If you want to be in the know about Leopard's new features and how they can improve your work and life, you could wait for a book, sift though OS X tips sites, or have insider secrets leap into your hands the moment you need them.
The first step is to abandon presumptions about what Apple couldn't possibly have built into Leopard and its bundled apps. These presumptions lead to premature workarounds for absent features that actually exist in Apple's code. It's folly, bordering on hubris, to imagine that you're the first person who ever needed to do a given thing. Instead of assuming that a feature is missing because it isn't where you expected to find it, ask your Mac where that feature is.
Whenever you need to do something you haven't tried yet, turn to Help first. Query each application's Help; the Help for Leopard as a whole is linked to the Help menu that's available when Finder is selected. If your query fails, your terminology might be to blame. Go to the Help table of contents and drill down the hierarchy until you narrow in on what you're trying to accomplish, or its nearest identifiable neighbor.
If you lose your way in System Preferences, which is much harder in Leopard since Apple did a major reworking of the most complicated Security, Sharing and Networking preferences, enter a keyword or two (e.g. "firewall") into the search field in the corner of the System Preferences window. Preferences panes matching your query will light up. Most buttons and fields pop up brief, useful descriptions when you hover over them for a few seconds, and you'll often see questionmark buttons on dialog boxes that open context-sensitive Help.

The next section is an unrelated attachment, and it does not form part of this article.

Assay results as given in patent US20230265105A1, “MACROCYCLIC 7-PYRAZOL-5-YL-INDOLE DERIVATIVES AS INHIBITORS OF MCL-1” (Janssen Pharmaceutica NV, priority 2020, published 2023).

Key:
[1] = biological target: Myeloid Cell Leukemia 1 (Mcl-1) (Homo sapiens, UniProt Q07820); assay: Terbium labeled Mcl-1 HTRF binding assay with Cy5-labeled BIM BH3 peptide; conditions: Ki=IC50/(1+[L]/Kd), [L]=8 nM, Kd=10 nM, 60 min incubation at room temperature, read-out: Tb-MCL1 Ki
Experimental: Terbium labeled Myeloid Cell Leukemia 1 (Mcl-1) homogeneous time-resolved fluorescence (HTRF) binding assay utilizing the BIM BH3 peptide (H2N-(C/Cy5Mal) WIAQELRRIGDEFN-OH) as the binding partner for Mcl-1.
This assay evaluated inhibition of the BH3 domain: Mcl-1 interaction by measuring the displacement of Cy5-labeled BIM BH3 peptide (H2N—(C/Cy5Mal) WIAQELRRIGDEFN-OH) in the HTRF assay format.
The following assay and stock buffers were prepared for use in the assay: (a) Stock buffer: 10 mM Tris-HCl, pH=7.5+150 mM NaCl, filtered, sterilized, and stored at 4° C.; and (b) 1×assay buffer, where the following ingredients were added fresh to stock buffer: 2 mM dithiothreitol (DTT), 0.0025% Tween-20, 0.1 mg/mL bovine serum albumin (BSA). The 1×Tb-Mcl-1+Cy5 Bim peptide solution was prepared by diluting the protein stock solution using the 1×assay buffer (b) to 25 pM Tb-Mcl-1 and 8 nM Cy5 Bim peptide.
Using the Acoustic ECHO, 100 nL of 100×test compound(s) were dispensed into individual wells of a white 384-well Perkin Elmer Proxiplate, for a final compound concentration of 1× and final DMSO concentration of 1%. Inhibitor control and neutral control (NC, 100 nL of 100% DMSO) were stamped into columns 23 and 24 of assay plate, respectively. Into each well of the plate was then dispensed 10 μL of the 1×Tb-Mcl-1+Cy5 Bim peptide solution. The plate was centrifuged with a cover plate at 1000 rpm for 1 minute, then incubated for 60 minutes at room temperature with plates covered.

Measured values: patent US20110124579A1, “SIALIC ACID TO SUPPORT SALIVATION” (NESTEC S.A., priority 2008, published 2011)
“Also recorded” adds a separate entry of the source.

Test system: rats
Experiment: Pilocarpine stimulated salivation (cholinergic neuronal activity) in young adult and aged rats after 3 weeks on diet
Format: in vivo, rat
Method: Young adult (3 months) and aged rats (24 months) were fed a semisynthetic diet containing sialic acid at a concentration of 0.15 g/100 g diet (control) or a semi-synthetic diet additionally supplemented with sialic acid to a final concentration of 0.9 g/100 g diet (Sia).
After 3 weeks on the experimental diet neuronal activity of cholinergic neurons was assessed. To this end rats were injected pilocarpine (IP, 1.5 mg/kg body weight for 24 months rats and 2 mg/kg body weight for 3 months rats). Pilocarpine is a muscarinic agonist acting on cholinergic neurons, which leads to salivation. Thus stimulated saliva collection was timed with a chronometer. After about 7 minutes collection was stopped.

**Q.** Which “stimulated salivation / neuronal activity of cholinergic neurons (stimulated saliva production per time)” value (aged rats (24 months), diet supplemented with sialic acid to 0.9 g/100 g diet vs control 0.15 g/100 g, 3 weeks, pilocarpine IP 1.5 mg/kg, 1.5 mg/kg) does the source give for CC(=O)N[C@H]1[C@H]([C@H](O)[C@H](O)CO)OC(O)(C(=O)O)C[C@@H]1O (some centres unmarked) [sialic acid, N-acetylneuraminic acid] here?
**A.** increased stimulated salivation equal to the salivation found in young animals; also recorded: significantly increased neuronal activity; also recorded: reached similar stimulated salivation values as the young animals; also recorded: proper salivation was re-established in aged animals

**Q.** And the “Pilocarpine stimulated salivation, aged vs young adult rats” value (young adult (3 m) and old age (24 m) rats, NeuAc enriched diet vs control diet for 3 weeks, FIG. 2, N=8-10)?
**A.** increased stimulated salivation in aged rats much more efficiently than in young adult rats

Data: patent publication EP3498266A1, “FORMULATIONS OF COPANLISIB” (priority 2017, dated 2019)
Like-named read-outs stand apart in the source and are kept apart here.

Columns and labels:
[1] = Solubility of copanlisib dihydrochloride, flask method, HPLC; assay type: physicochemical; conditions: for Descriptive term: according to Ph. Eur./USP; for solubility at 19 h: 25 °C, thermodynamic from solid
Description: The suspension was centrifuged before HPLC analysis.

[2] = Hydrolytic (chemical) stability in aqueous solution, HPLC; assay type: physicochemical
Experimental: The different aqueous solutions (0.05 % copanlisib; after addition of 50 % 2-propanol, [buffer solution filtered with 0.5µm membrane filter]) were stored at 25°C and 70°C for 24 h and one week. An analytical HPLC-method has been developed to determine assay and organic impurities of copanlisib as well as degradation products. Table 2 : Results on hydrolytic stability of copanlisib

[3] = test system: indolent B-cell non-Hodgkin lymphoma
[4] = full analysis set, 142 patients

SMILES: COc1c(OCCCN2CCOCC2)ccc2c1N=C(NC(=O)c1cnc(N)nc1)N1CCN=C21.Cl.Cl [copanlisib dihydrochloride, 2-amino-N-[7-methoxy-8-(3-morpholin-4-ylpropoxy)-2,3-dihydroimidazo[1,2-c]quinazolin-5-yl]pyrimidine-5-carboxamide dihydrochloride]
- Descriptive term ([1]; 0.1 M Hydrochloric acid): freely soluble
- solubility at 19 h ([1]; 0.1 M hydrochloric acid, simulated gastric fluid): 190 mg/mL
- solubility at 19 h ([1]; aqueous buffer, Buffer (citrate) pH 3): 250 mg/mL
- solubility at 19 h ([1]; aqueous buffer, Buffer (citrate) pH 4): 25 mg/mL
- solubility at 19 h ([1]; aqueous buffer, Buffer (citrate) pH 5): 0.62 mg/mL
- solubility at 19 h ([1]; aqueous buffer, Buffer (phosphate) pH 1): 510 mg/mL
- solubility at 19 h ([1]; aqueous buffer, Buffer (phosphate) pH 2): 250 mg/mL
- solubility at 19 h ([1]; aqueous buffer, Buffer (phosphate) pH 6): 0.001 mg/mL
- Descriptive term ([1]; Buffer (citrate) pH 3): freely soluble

Enter "shortcuts" into any Help window's search field. This will point you to a list of keyboard shortcuts for the app or, using Help while Finder is active, for Leopard. Even if you're not a fan of shortcuts, Apple wires most important and most commonly-used interactive features to the keyboard. Reading the one-line shortcut descriptions is much easier than pulling down every app's menu bar item and trying to figure out what it does.
I spell this out in such detail because Help is grossly underutilized on the Mac, especially among Mac users who are just too cool to click Help. Leopard's Help is concise and easily navigable. Use it when no one's looking if you must, but no matter how good you are, you will always find happy surprises in Help. Covert use of Help has made many a superstar on OS X tips sites.
If you still can't figure out how to make your Mac do what you need it to, open Automator. It drives GUI apps in ways that you'd never have imagined, and if Automator can make an app do what you want, then so can you.